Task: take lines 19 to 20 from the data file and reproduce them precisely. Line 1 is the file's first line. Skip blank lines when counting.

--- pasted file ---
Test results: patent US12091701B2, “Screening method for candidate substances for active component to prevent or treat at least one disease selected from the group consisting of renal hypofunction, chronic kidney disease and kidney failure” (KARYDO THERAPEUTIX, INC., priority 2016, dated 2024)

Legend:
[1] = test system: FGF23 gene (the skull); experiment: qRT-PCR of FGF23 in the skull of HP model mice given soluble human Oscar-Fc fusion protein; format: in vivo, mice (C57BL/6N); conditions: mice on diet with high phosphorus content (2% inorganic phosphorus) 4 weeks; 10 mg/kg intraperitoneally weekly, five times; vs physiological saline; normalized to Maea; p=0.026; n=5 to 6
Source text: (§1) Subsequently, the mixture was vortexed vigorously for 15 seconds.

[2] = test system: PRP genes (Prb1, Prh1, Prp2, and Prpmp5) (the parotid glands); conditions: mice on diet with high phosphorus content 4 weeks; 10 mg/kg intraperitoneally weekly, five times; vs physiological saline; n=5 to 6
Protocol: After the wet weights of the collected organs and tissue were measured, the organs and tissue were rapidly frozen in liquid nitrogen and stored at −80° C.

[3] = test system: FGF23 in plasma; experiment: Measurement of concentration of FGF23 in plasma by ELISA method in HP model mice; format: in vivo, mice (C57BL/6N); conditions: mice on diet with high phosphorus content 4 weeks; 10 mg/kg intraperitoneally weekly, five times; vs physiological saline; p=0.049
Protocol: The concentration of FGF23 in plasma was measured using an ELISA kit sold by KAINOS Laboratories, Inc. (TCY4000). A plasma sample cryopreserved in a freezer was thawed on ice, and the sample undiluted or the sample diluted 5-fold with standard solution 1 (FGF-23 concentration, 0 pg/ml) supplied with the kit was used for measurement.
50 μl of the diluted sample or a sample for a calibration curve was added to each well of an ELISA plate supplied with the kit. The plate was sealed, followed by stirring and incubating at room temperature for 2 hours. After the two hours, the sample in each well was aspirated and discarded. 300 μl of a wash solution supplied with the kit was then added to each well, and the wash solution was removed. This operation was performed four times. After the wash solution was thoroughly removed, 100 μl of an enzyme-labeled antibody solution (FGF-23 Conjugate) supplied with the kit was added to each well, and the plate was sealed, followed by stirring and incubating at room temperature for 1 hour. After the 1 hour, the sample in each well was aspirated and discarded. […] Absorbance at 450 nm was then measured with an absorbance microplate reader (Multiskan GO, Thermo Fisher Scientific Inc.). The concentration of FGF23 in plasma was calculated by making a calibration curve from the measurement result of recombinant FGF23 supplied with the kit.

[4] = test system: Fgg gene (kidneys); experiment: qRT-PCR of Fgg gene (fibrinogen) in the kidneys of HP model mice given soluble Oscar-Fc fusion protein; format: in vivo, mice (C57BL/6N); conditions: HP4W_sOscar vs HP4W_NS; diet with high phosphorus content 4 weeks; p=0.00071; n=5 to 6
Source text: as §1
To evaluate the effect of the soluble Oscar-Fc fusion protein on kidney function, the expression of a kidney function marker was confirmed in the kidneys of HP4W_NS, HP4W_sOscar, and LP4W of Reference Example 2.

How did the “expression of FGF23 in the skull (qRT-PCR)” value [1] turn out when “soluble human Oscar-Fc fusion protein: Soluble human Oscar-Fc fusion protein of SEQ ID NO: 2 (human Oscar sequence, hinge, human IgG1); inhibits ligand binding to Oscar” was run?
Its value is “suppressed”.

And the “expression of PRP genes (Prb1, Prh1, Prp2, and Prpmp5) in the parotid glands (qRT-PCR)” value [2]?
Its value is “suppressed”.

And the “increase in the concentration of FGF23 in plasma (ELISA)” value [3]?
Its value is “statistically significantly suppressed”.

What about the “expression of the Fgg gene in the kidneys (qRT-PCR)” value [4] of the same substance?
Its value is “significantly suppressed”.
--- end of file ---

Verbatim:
What about the “expression of the Fgg gene in the kidneys (qRT-PCR)” value [4] of the same substance?
Its value is “significantly suppressed”.